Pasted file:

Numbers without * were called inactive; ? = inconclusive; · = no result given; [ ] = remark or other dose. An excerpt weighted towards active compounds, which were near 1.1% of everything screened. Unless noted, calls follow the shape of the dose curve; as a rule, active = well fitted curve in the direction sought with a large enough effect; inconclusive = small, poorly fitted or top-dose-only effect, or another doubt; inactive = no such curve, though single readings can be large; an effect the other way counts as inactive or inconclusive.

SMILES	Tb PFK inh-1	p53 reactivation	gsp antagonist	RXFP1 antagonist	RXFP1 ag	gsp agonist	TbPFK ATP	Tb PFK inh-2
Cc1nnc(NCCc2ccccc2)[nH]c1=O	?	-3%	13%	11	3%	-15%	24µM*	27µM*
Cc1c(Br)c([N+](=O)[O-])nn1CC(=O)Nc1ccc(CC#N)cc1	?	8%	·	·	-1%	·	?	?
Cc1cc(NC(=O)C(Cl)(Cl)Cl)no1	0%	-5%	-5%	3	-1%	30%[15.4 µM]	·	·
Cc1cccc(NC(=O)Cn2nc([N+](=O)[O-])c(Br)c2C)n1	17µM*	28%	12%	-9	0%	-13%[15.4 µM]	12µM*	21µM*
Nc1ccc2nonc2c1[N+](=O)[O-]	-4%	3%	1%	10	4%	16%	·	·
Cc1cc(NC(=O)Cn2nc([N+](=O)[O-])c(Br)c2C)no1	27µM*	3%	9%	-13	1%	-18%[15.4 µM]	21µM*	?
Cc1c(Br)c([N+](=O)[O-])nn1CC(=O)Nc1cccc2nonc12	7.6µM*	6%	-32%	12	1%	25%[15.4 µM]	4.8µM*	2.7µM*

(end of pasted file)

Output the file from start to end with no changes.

Numbers without * were called inactive; ? = inconclusive; · = no result given; [ ] = remark or other dose. An excerpt weighted towards active compounds, which were near 1.1% of everything screened. Unless noted, calls follow the shape of the dose curve; as a rule, active = well fitted curve in the direction sought with a large enough effect; inconclusive = small, poorly fitted or top-dose-only effect, or another doubt; inactive = no such curve, though single readings can be large; an effect the other way counts as inactive or inconclusive.

SMILES	Tb PFK inh-1	p53 reactivation	gsp antagonist	RXFP1 antagonist	RXFP1 ag	gsp agonist	TbPFK ATP	Tb PFK inh-2
Cc1nnc(NCCc2ccccc2)[nH]c1=O	?	-3%	13%	11	3%	-15%	24µM*	27µM*
Cc1c(Br)c([N+](=O)[O-])nn1CC(=O)Nc1ccc(CC#N)cc1	?	8%	·	·	-1%	·	?	?
Cc1cc(NC(=O)C(Cl)(Cl)Cl)no1	0%	-5%	-5%	3	-1%	30%[15.4 µM]	·	·
Cc1cccc(NC(=O)Cn2nc([N+](=O)[O-])c(Br)c2C)n1	17µM*	28%	12%	-9	0%	-13%[15.4 µM]	12µM*	21µM*
Nc1ccc2nonc2c1[N+](=O)[O-]	-4%	3%	1%	10	4%	16%	·	·
Cc1cc(NC(=O)Cn2nc([N+](=O)[O-])c(Br)c2C)no1	27µM*	3%	9%	-13	1%	-18%[15.4 µM]	21µM*	?
Cc1c(Br)c([N+](=O)[O-])nn1CC(=O)Nc1cccc2nonc12	7.6µM*	6%	-32%	12	1%	25%[15.4 µM]	4.8µM*	2.7µM*